The Most Inspiring Woman You Never Heard Of
Author Sarah-Jane Stratford explains why she hit the jackpot when she stumbled across the name Hilda Matheson.
As painstaking – and sometimes just painful – as research and finding that next perfect subject can be, sometimes, you really do just get lucky. Okay, so it’s the luck that comes after weeks of work, but luck is luck. That’s how it felt for me, when I was researching pioneering women in journalism and came across the name Hilda Matheson. She was one of a short list of women working in the field in the 1920s. But what really struck me in the two-sentence bio was that she was the first Director of Talks at the BBC. Not the first woman—the first director, period.
I had to know more.
What I quickly discovered is that Hilda Matheson is one of the most inspiring women almost no one has heard of, or remembers. Her biography is jaw-dropping – long before she even got to the BBC, she was recruited to MI5 by TE Lawrence (aka, Lawrence of Arabia) and set up their office in Rome in 1918. After that, she was political secretary to Lady Astor, the first woman to serve as a Member of Parliament. And from there, she was coaxed into this upstart organization that many people were sure was a fad that wouldn’t last. But Hilda had a vision. She sensed that radio could open up worlds far beyond print journalism, if used correctly. Before she came aboard, Talks consisted of people reciting into a microphone. She knew that instead, broadcasters needed to address listeners as if they were talking one-on-one. Under her aegis, Talks and the BBC flourished. One of the programs she created, The Week in Westminster, still airs today.
So anyone who works in – or enjoys – radio like NPR or the BBC owes her a debt, but her name is so obscure, the London house in which she lived doesn’t even have a blue plaque commemorating her. There are a few theories on why her memory became suppressed at the BBC, and it probably didn’t help that the same man who was so desperate to get her in there also came to despise her, possibly because she proved more talented than he was and everyone knew it.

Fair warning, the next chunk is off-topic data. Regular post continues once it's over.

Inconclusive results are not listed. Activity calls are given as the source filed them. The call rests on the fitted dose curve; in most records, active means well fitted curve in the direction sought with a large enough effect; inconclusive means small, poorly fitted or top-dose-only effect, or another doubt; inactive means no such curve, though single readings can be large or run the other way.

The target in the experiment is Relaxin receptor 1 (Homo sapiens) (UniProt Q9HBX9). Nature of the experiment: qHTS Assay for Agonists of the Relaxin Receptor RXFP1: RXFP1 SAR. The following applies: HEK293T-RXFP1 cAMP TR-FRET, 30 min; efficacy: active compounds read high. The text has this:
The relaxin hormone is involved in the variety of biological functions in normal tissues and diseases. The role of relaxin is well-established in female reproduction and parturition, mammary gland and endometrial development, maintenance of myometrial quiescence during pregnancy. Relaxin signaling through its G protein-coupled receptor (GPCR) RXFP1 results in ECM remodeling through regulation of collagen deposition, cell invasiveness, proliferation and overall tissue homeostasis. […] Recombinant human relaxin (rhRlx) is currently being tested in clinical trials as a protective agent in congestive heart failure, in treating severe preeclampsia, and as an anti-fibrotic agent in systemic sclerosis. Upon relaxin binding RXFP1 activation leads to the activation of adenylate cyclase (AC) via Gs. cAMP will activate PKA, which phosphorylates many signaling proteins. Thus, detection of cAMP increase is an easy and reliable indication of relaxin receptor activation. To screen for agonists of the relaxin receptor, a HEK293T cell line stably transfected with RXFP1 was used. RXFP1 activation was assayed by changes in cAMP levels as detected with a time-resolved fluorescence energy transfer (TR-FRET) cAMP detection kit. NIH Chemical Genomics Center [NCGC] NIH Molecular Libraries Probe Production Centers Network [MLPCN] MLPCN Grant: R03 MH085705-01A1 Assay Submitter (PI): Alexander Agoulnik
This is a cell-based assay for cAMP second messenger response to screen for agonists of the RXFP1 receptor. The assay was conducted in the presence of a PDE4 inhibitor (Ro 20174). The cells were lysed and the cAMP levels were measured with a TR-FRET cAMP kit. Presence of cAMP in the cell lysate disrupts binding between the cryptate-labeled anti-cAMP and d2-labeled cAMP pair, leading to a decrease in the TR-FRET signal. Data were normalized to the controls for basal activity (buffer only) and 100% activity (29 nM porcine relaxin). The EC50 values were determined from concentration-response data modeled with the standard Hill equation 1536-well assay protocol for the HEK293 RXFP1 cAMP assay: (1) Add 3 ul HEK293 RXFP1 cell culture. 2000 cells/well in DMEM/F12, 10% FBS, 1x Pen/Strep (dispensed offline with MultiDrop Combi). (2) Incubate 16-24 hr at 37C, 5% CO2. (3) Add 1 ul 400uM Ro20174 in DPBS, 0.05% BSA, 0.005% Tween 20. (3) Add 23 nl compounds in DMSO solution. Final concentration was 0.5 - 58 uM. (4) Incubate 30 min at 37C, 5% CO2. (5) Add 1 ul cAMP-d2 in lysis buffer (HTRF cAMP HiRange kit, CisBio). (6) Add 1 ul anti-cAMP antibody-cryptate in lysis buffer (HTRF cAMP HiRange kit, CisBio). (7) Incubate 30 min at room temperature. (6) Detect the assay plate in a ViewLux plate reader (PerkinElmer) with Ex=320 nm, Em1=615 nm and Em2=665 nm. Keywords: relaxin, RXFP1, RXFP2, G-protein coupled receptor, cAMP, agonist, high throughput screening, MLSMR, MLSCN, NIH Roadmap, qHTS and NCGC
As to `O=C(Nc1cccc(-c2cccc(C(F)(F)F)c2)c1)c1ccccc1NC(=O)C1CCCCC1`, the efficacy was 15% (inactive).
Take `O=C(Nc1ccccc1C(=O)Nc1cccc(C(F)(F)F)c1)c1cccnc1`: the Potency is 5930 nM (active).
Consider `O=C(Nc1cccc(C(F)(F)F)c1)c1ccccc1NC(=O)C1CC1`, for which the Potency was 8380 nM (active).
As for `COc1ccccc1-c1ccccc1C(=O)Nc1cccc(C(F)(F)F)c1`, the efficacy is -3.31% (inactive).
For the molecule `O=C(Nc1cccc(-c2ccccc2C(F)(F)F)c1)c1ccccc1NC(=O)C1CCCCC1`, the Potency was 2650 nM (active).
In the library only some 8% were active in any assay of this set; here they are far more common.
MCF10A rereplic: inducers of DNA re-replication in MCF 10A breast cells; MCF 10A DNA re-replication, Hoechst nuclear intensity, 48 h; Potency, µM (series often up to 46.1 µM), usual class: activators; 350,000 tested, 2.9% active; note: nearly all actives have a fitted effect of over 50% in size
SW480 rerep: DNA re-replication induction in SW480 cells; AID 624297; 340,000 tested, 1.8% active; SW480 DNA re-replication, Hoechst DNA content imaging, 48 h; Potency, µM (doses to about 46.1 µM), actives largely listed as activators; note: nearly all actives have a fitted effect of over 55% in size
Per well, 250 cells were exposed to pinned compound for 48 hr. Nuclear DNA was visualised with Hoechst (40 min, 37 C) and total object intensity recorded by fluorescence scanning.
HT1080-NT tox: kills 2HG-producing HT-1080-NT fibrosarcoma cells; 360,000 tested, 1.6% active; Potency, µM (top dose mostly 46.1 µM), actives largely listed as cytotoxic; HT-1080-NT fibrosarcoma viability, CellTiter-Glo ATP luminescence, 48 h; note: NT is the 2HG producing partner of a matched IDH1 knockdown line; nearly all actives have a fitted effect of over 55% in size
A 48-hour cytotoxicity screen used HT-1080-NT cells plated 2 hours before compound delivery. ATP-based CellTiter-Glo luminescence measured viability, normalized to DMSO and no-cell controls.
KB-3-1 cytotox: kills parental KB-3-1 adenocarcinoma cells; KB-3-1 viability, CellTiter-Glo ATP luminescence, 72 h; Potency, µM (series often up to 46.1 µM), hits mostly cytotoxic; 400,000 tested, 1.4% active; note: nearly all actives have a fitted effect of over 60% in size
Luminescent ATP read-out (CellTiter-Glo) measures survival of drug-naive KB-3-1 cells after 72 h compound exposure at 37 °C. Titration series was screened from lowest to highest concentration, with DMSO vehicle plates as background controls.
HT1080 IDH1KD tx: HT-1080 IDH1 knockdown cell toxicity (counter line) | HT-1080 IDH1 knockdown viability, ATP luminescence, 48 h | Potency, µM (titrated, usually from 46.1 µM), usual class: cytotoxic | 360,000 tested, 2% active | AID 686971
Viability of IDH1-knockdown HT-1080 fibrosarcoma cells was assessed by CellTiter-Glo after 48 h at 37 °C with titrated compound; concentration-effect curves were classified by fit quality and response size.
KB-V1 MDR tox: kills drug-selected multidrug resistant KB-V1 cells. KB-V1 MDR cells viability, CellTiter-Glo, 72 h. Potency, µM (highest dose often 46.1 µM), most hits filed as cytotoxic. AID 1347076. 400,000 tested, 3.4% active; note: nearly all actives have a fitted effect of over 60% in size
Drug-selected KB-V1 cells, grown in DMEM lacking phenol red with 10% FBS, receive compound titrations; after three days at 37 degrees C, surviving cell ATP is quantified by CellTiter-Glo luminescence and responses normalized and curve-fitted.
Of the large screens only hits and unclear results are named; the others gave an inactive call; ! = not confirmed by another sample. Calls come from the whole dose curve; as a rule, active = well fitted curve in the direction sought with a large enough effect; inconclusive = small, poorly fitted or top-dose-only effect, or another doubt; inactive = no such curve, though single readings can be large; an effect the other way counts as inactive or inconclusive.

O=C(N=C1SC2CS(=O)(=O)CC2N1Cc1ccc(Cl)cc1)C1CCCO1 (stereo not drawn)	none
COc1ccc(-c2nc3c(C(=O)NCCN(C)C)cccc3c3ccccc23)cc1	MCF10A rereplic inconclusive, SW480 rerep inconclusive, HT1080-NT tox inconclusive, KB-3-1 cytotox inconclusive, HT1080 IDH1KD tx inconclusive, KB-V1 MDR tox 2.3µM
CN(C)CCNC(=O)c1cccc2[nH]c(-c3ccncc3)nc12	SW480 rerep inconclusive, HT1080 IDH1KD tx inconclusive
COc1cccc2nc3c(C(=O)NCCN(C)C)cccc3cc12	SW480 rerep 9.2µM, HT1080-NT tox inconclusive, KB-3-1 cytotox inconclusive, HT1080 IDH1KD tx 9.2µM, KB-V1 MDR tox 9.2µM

Her tenure at the BBC was therefore brief, brilliant, and stormy. Possibly not great fun in life, but a delight to write. The fact that she also had a two-year affair with Vita Sackville-West during that time (earning her the lifelong enmity of Virginia Woolf) just made it more enticing. She was a woman who pursued what she knew was right, even when it might cost her, making her my new role model. I still can’t believe how lucky I was to get to write about her.
Sarah-Jane Stratford is an author and essayist who has written for the Guardian, Boston Globe, Los Angeles Review of Books, Slate, Salon, and Guernica, among others. She is also a member of WAM! (Women, Action, and the Media).
There's nothing we love more at Shelf Pleasure than a ..
Author and Shelf Pleasure contributor Karen A. Chase on how ..
One of author Mary Miley’s favorite things about being a ..
Author and police psychologist Ellen Kirschman, Ph.D., weighs the pitfalls ..
Little known fact about Shelf Pleasure's Kristen: she's obsessed with ..
Although Debbie De Louise has been a librarian and avid ..